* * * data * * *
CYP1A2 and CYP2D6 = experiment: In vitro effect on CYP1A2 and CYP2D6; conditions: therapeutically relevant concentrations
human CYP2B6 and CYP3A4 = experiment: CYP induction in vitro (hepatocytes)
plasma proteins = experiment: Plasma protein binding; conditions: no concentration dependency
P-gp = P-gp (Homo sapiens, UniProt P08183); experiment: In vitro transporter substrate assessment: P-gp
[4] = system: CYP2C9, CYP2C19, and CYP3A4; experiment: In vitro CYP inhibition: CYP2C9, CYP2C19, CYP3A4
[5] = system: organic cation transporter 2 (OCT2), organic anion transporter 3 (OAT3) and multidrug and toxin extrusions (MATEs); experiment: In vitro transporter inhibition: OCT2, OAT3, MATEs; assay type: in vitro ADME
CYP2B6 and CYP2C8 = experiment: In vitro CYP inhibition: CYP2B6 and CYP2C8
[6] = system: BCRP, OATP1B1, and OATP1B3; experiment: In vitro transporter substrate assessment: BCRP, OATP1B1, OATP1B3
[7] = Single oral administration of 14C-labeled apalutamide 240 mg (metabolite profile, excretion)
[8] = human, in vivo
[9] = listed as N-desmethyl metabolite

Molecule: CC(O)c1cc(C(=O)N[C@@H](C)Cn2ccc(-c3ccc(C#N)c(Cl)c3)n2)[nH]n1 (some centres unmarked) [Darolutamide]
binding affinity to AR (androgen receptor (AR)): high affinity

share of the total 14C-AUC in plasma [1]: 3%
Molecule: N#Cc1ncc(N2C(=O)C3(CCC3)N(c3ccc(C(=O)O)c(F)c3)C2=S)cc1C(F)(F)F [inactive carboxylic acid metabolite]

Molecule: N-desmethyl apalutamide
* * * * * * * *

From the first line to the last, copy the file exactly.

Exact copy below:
CYP1A2 and CYP2D6 = experiment: In vitro effect on CYP1A2 and CYP2D6; conditions: therapeutically relevant concentrations
human CYP2B6 and CYP3A4 = experiment: CYP induction in vitro (hepatocytes)
plasma proteins = experiment: Plasma protein binding; conditions: no concentration dependency
P-gp = P-gp (Homo sapiens, UniProt P08183); experiment: In vitro transporter substrate assessment: P-gp
[4] = system: CYP2C9, CYP2C19, and CYP3A4; experiment: In vitro CYP inhibition: CYP2C9, CYP2C19, CYP3A4
[5] = system: organic cation transporter 2 (OCT2), organic anion transporter 3 (OAT3) and multidrug and toxin extrusions (MATEs); experiment: In vitro transporter inhibition: OCT2, OAT3, MATEs; assay type: in vitro ADME
CYP2B6 and CYP2C8 = experiment: In vitro CYP inhibition: CYP2B6 and CYP2C8
[6] = system: BCRP, OATP1B1, and OATP1B3; experiment: In vitro transporter substrate assessment: BCRP, OATP1B1, OATP1B3
[7] = Single oral administration of 14C-labeled apalutamide 240 mg (metabolite profile, excretion)
[8] = human, in vivo
[9] = listed as N-desmethyl metabolite

Molecule: CC(O)c1cc(C(=O)N[C@@H](C)Cn2ccc(-c3ccc(C#N)c(Cl)c3)n2)[nH]n1 (some centres unmarked) [Darolutamide]
binding affinity to AR (androgen receptor (AR)): high affinity

share of the total 14C-AUC in plasma [1]: 3%
Molecule: N#Cc1ncc(N2C(=O)C3(CCC3)N(c3ccc(C(=O)O)c(F)c3)C2=S)cc1C(F)(F)F [inactive carboxylic acid metabolite]

Molecule: N-desmethyl apalutamide